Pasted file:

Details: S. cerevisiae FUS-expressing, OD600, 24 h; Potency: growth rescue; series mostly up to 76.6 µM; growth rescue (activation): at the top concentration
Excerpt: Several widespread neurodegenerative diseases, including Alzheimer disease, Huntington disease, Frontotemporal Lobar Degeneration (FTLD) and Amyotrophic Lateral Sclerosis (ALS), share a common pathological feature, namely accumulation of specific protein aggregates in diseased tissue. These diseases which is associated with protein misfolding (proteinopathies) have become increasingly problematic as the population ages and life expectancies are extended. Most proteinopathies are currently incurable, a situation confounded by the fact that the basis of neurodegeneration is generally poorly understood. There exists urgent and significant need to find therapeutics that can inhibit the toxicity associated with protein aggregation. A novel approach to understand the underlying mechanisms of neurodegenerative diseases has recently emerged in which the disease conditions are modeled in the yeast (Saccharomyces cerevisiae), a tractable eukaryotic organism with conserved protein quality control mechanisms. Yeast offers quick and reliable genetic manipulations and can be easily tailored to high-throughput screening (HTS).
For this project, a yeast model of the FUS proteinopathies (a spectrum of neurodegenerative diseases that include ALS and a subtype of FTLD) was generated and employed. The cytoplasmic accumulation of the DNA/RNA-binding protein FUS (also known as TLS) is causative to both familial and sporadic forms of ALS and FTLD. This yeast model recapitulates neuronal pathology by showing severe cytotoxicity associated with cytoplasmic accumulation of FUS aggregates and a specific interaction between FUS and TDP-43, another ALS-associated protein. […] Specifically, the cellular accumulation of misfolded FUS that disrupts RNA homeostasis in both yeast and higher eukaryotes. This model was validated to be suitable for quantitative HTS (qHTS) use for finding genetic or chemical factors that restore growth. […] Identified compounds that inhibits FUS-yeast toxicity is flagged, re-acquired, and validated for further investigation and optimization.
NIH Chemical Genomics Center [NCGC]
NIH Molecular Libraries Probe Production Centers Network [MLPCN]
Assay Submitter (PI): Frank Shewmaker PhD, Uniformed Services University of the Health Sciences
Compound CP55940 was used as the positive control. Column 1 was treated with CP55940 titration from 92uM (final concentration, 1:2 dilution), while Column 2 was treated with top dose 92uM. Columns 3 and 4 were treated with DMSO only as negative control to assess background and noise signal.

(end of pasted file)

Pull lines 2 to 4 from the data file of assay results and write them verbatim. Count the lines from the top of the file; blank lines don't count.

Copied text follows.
Excerpt: Several widespread neurodegenerative diseases, including Alzheimer disease, Huntington disease, Frontotemporal Lobar Degeneration (FTLD) and Amyotrophic Lateral Sclerosis (ALS), share a common pathological feature, namely accumulation of specific protein aggregates in diseased tissue. These diseases which is associated with protein misfolding (proteinopathies) have become increasingly problematic as the population ages and life expectancies are extended. Most proteinopathies are currently incurable, a situation confounded by the fact that the basis of neurodegeneration is generally poorly understood. There exists urgent and significant need to find therapeutics that can inhibit the toxicity associated with protein aggregation. A novel approach to understand the underlying mechanisms of neurodegenerative diseases has recently emerged in which the disease conditions are modeled in the yeast (Saccharomyces cerevisiae), a tractable eukaryotic organism with conserved protein quality control mechanisms. Yeast offers quick and reliable genetic manipulations and can be easily tailored to high-throughput screening (HTS).
For this project, a yeast model of the FUS proteinopathies (a spectrum of neurodegenerative diseases that include ALS and a subtype of FTLD) was generated and employed. The cytoplasmic accumulation of the DNA/RNA-binding protein FUS (also known as TLS) is causative to both familial and sporadic forms of ALS and FTLD. This yeast model recapitulates neuronal pathology by showing severe cytotoxicity associated with cytoplasmic accumulation of FUS aggregates and a specific interaction between FUS and TDP-43, another ALS-associated protein. […] Specifically, the cellular accumulation of misfolded FUS that disrupts RNA homeostasis in both yeast and higher eukaryotes. This model was validated to be suitable for quantitative HTS (qHTS) use for finding genetic or chemical factors that restore growth. […] Identified compounds that inhibits FUS-yeast toxicity is flagged, re-acquired, and validated for further investigation and optimization.
NIH Chemical Genomics Center [NCGC]